Many professionals have attained a high level of competence in their particular fields. They have learned a lot in their careers and they have a good sense of what works and what doesn't. Some individuals have become so good at what they do that they can successfully perform their jobs "with their eyes closed." These people are operating within their comfort zones.
While operating within your comfort zone is safe, it does not give you the opportunity to grow in your career. You may be good at what you do, but if you continue to do things in the same way, your job may have a tendency to be boring. It may no longer offer you a challenge. Only by trying new things can you get your creative juices flowing and experience the thrill of reaching new heights of achievement.
Trying new things does entail some risks. When you try something new you may experience a sense of discomfort. This comes from not being completely sure of what will lead to success. You will also very likely make mistakes along the way -- sometimes many mistakes. However, most of us don't like to make mistakes. We may be concerned about reactions from others. When we have achieved a level of competence in our jobs, we enjoy admiration from others. But as we make mistakes during the process of learning something new, we run the risk of looking foolish to others and feeling embarrassed.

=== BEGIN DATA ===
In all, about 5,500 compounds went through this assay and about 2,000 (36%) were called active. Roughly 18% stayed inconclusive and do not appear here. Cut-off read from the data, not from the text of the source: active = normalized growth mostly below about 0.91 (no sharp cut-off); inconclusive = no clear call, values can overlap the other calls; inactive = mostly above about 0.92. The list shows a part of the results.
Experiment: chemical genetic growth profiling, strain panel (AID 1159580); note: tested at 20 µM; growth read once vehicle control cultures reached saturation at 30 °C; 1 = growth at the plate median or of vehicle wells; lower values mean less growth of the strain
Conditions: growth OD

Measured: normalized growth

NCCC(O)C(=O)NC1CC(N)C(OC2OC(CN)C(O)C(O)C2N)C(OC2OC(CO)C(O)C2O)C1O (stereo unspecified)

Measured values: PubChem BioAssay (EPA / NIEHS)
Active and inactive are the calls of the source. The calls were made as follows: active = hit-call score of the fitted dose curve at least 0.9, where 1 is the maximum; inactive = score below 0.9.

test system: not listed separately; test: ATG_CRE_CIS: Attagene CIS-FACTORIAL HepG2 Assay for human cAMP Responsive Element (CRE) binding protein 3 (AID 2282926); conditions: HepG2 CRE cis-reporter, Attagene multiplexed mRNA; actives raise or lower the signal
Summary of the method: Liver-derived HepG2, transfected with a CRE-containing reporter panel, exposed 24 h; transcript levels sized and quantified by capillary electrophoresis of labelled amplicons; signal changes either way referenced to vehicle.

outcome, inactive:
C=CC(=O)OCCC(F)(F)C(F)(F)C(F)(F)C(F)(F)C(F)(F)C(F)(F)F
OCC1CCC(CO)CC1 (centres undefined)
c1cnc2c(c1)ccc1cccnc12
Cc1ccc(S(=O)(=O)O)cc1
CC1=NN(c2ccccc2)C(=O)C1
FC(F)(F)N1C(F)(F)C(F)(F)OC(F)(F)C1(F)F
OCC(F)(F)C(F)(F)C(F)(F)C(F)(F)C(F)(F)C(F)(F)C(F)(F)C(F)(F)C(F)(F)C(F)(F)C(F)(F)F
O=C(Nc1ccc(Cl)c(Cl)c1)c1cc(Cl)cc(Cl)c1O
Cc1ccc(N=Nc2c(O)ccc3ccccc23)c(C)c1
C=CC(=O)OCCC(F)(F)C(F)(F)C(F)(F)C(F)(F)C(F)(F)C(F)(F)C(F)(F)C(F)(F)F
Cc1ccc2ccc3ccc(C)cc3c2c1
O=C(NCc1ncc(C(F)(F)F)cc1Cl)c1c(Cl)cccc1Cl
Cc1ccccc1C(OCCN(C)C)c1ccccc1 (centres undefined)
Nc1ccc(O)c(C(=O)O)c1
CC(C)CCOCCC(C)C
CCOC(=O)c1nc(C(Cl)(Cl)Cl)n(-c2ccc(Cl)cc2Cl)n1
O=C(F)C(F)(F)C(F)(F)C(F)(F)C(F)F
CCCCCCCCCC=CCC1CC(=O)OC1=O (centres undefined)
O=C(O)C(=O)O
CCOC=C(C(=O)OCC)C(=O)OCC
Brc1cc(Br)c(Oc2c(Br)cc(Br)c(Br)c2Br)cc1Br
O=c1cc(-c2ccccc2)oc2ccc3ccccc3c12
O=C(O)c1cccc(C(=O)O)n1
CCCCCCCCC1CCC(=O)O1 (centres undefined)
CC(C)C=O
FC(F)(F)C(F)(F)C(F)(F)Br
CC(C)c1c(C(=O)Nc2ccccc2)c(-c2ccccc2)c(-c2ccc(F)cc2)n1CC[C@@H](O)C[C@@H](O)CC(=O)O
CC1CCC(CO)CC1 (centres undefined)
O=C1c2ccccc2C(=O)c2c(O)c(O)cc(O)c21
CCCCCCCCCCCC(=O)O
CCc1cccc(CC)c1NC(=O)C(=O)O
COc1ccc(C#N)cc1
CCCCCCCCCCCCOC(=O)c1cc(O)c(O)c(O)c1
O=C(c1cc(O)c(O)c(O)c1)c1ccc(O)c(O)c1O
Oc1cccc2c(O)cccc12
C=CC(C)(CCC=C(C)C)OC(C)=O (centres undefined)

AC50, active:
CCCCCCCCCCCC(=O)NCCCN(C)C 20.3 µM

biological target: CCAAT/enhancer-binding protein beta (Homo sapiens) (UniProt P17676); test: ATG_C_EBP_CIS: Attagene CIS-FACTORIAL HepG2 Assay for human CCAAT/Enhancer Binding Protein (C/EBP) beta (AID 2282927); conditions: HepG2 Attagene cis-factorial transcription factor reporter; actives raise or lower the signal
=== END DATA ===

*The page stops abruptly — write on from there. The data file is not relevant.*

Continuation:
The way to deal with this inevitable part of the learning process is to look at mistakes as feedback. They are letting you know when you need to use a different strategy to accomplish something. They are learning guideposts, which let you know what you should continue doing and what you should change. Extraordinarily successful people in every field have made lots of mistakes -- that's how they became extraordinary. And if someone is "kind enough" to bring to your attention that you've made a mistake say, "I know. Isn't it great? Now I don't have to do it again." It will totally change that individual's reaction to the situation.
Trying new things does offer wonderful payoffs. When you try something new and you persist at it, you usually become very good at it. In addition to having acquired a new skill, you can then experience the exhilaration of having faced a challenge and succeeding.
So make a commitment to move beyond your comfort zone. Only by doing so can you move closer to becoming the best you can possibly be.
Della Menechella is a speaker, author, and trainer who helps organizations achieve greater success by improving the performance of their people. She is a contributing author to Thriving in the Midst of Change and the author of the videotape The Twelve Commandments of Goal Setting. She can be reached at email@example.com. Subscribe to free Peak Performance Pointers e-zine - send blank e-mail to firstname.lastname@example.org.